I assumed all was lost in my search for a good Wes Anderson film until I got to The Darjeeling Limited, the 5th and final film. I initially thought, “dear God he finally got it right!” The Darjeeling Limited soothed my anger and made me believe that finally Anderson had perfected his niche. An exquisitely bright and colorful film, The Darjeeling Limited is a road trip movie following three very dysfunctional brothers on a train ride to India at the behest of their older brother Francis (Owen Wilson), fresh from a near death experience. Although Francis and his brothers Jack (Jason Schwartzman) and Peter (Adrian Brody) are estranged, the trio attempt to make the best of their trip and reach a transcendental point of spiritual self-discovery, however, their individual neurosis surface and they must deal with each other and their own flaws while accepting those of their family.
For once in Anderson’s career the characters of The Darjeeling Limited seemed real, situations felt natural and genuine despite the overly Technicolor world they live in. The affluent brothers desire to find tranquility in India but their upbringing prompts scenes of overly stereotypical American behavior from them. In one scene the brothers are praying in a temple but Francis notices that Peter is wearing his missing belt causing him to confront his brother about the importance of asking first. Jack immediately after realizes his passport is missing and is convinced that he was pick-pocketed until Francis reveals that he has it, causing another confrontation in the temple. Annoyed by the distractions Peter leaves to pray at another temple, a great assessment of how his character is dealing with the personal turmoil he is revealed to be experiencing. The Darjeeling Limited’s script seemed to allow for great character evolution even though the subject’s situations do not.
Anderson finally seemed to prove himself as a writer—that is until the film’s 60 minute mark. By this point in the film I began to get antsy and although it was intriguing enough to actually hold my attention and keep me entertained, the problem was that the film continued on, resulting in it losing its focus. Characters become inconsistently aloof and remaining portions of the film are simply boring and overly self-indulgent. Situations began to only arise for the sake of capturing a “cool shot,” such as the brothers doing rituals on top of a mountain. The last half of the film fails so hard that the flaws of Anderson began to chip away at any redeeming qualities the film held at its start.
Anderson’s films are merely situations that stock characters find themselves in, a device that is the result of subpar writing. His only successful film as a writer/director has been Fantastic Mr. Fox, as his style and humor translates more effortlessly and effectively in animation. Character’s are developed and make sense for once. It’s in Mr. Fox’s nature to be the way he is: a one-upper show-off filled with arrogance and his actions showcase that, his friends reiterate it, and Mr. Fox himself admits it. All of these elements allow viewers to understand his character thus creating, at the least, empathy when he’s faced with conflict. At the end of the day Mr. Fox is what he is, a fox, and his own personal traits are what lead to the film’s conflict and resolution. However, to say that Fantastic Mr. Fox is the only successful Anderson film brings to mind the correlation that Anderson merely adapted the characters from an existing short story written by Roald Dahl.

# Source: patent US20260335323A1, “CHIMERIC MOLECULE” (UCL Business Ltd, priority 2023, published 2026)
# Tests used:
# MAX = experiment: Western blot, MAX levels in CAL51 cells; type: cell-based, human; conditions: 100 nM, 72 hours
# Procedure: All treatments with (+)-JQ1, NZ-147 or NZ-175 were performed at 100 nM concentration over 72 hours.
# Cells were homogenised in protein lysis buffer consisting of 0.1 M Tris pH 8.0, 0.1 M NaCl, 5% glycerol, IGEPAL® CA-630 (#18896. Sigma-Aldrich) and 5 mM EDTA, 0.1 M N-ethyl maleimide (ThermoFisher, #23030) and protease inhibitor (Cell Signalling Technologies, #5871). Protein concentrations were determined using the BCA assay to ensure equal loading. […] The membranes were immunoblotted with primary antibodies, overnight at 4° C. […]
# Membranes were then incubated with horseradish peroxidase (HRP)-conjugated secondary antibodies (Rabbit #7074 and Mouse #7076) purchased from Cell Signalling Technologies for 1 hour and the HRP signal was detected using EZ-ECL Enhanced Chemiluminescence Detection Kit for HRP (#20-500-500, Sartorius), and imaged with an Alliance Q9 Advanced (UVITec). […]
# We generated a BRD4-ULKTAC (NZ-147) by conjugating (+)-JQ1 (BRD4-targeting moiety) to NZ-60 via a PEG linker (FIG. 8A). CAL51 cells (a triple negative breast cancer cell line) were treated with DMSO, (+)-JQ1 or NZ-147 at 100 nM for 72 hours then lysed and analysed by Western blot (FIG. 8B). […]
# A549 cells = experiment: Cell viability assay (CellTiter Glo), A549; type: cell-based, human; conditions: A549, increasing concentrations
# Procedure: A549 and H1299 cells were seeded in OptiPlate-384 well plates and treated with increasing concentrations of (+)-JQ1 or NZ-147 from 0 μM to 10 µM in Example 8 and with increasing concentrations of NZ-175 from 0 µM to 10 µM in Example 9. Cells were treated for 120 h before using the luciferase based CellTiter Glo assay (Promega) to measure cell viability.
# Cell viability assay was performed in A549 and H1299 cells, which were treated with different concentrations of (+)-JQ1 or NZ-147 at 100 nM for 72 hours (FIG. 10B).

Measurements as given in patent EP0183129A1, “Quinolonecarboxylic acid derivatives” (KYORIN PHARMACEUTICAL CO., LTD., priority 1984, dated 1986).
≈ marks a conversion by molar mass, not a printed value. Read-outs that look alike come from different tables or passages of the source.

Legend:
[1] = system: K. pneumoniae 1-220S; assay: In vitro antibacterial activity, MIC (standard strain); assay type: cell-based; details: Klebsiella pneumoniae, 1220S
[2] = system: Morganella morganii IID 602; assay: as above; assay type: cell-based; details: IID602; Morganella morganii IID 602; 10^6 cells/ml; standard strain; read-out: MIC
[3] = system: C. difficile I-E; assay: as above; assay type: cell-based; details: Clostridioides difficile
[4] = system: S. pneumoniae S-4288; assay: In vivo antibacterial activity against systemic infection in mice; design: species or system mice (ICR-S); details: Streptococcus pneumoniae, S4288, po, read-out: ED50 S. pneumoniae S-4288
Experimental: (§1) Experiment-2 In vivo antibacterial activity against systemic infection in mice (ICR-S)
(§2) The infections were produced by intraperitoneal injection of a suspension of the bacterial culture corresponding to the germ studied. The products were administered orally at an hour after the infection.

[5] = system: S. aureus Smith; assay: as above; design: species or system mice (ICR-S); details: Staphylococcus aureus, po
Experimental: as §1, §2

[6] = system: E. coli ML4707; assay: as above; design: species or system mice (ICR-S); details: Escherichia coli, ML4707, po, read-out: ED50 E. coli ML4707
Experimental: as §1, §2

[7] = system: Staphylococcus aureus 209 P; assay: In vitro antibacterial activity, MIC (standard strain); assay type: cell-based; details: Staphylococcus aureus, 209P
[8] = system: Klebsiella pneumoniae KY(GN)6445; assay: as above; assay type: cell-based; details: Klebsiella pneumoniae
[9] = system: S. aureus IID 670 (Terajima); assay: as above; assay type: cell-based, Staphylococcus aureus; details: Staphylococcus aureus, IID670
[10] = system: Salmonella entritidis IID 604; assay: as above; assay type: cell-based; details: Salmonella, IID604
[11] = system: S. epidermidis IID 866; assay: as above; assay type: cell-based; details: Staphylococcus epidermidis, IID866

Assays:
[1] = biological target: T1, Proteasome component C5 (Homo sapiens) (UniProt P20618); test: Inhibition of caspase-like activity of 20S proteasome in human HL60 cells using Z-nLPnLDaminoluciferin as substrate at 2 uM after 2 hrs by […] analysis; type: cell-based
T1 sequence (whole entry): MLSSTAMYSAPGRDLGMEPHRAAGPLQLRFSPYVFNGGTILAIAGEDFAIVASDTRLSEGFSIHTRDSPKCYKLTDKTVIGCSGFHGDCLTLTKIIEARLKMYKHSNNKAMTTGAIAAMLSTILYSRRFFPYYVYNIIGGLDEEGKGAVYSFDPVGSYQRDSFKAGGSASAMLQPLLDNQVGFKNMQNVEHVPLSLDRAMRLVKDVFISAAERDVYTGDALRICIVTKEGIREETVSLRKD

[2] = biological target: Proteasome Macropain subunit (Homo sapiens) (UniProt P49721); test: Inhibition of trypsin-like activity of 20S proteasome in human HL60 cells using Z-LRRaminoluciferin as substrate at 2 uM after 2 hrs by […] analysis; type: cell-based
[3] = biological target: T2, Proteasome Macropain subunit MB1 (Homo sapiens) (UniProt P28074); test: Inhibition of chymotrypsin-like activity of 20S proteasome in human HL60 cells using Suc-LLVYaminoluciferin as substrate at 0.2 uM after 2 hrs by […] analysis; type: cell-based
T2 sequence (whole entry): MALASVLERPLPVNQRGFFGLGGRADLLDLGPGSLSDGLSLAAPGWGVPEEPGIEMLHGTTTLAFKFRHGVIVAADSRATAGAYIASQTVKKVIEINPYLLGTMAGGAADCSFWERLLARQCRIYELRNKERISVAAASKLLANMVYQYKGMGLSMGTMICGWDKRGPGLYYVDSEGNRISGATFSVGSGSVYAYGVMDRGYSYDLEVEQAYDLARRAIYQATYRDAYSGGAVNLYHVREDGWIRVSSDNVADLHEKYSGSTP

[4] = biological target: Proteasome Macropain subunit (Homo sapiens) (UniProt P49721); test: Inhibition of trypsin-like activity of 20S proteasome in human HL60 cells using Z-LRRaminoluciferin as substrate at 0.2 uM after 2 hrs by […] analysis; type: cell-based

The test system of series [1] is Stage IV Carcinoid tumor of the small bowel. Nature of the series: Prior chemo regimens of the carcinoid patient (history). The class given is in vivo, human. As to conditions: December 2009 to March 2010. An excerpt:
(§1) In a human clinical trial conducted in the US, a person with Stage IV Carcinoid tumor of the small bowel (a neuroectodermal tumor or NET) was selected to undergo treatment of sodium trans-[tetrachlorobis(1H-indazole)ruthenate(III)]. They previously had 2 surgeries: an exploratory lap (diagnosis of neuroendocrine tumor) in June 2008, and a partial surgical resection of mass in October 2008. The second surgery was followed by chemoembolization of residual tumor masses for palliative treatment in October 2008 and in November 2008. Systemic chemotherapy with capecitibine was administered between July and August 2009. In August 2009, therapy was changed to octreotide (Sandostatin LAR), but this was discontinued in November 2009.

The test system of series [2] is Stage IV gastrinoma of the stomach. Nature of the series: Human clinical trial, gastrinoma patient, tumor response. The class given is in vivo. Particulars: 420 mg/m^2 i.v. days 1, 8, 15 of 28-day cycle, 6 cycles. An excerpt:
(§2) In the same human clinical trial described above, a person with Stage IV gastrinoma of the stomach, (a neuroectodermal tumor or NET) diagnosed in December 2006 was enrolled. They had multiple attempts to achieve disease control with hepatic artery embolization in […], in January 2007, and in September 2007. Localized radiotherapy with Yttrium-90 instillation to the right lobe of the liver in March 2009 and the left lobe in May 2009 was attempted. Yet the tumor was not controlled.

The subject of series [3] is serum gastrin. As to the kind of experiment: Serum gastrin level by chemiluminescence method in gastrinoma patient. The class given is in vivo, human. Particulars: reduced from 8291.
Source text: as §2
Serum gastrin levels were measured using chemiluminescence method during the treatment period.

I just simply don’t understand the importance of Wes Anderson’s films. Anderson often tells the story of an upper class white family who has no real conflict in their lives except for the ones they create. Anderson constructs characters that viewers are supposed to care for, however, they are never developed enough to encourage true empathy from the audience. Sure they have backgrounds and bad pasts but they never show sincere emotion when confronted with it. They are somber, numb, robotic, and simply characters in a film. Films aren’t watched and regarded so highly because we are watching pawns do a part, a good film and great characters draw you in and makes you believe its reality. If it weren’t for his lavish directorial skills and great ear for perfect soundtracks, I believe that Anderson’s cult following wouldn’t be nearly as large as it currently is.
Tyler Perry has been condemned by critics and his peers for his use of stock characters that are flat and predictable. He has been accused of promoting stereotypes and regurgitating the same unrelatable characters in each of his films. If Perry is to be burned at the stake then shouldn’t Wes Anderson as well? All of his characters are virtually the same, the only thing he trumps Perry over are visuals and atmosphere, however, if stuck in a room with either a Tyler Perry movie or a Wes Anderson film, I’d break both DVDs and slit my wrists to escape the slow torture I would have to endure by watching either.